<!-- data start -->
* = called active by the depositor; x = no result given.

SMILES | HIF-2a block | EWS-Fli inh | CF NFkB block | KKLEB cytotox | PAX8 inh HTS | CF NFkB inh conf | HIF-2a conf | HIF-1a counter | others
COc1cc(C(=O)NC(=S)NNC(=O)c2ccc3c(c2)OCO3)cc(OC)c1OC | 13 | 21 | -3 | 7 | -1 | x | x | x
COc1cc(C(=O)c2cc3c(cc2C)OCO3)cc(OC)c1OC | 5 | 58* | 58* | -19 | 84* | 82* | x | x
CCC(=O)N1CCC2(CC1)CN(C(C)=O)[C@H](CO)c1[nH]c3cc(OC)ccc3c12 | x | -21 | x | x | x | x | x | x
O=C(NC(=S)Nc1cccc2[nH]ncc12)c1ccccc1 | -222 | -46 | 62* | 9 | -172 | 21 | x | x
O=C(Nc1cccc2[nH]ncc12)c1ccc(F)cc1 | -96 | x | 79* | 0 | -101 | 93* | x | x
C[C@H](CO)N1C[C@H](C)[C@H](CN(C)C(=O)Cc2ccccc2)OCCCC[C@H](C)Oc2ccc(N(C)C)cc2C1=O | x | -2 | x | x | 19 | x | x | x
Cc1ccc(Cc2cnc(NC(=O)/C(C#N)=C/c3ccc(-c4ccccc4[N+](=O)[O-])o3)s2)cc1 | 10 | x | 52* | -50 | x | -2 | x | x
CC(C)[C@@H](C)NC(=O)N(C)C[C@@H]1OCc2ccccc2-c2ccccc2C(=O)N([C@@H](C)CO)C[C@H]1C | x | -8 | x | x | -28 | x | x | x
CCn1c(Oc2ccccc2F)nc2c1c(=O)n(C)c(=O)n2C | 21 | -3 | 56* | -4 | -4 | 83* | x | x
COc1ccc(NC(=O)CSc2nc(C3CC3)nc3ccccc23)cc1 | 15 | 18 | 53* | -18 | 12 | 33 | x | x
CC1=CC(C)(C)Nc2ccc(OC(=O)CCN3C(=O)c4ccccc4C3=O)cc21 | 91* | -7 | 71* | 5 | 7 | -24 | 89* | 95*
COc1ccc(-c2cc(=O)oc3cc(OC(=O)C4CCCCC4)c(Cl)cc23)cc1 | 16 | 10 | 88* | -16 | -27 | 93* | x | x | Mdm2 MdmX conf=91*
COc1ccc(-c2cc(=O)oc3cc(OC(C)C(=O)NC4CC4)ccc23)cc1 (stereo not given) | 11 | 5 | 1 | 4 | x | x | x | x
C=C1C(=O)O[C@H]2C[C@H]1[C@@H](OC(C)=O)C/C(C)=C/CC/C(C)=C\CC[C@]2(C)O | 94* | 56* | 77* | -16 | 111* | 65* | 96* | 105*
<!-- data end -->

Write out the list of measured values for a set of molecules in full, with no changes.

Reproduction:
* = called active by the depositor; x = no result given.

SMILES | HIF-2a block | EWS-Fli inh | CF NFkB block | KKLEB cytotox | PAX8 inh HTS | CF NFkB inh conf | HIF-2a conf | HIF-1a counter | others
COc1cc(C(=O)NC(=S)NNC(=O)c2ccc3c(c2)OCO3)cc(OC)c1OC | 13 | 21 | -3 | 7 | -1 | x | x | x
COc1cc(C(=O)c2cc3c(cc2C)OCO3)cc(OC)c1OC | 5 | 58* | 58* | -19 | 84* | 82* | x | x
CCC(=O)N1CCC2(CC1)CN(C(C)=O)[C@H](CO)c1[nH]c3cc(OC)ccc3c12 | x | -21 | x | x | x | x | x | x
O=C(NC(=S)Nc1cccc2[nH]ncc12)c1ccccc1 | -222 | -46 | 62* | 9 | -172 | 21 | x | x
O=C(Nc1cccc2[nH]ncc12)c1ccc(F)cc1 | -96 | x | 79* | 0 | -101 | 93* | x | x
C[C@H](CO)N1C[C@H](C)[C@H](CN(C)C(=O)Cc2ccccc2)OCCCC[C@H](C)Oc2ccc(N(C)C)cc2C1=O | x | -2 | x | x | 19 | x | x | x
Cc1ccc(Cc2cnc(NC(=O)/C(C#N)=C/c3ccc(-c4ccccc4[N+](=O)[O-])o3)s2)cc1 | 10 | x | 52* | -50 | x | -2 | x | x
CC(C)[C@@H](C)NC(=O)N(C)C[C@@H]1OCc2ccccc2-c2ccccc2C(=O)N([C@@H](C)CO)C[C@H]1C | x | -8 | x | x | -28 | x | x | x
CCn1c(Oc2ccccc2F)nc2c1c(=O)n(C)c(=O)n2C | 21 | -3 | 56* | -4 | -4 | 83* | x | x
COc1ccc(NC(=O)CSc2nc(C3CC3)nc3ccccc23)cc1 | 15 | 18 | 53* | -18 | 12 | 33 | x | x
CC1=CC(C)(C)Nc2ccc(OC(=O)CCN3C(=O)c4ccccc4C3=O)cc21 | 91* | -7 | 71* | 5 | 7 | -24 | 89* | 95*
COc1ccc(-c2cc(=O)oc3cc(OC(=O)C4CCCCC4)c(Cl)cc23)cc1 | 16 | 10 | 88* | -16 | -27 | 93* | x | x | Mdm2 MdmX conf=91*
COc1ccc(-c2cc(=O)oc3cc(OC(C)C(=O)NC4CC4)ccc23)cc1 (stereo not given) | 11 | 5 | 1 | 4 | x | x | x | x
C=C1C(=O)O[C@H]2C[C@H]1[C@@H](OC(C)=O)C/C(C)=C/CC/C(C)=C\CC[C@]2(C)O | 94* | 56* | 77* | -16 | 111* | 65* | 96* | 105*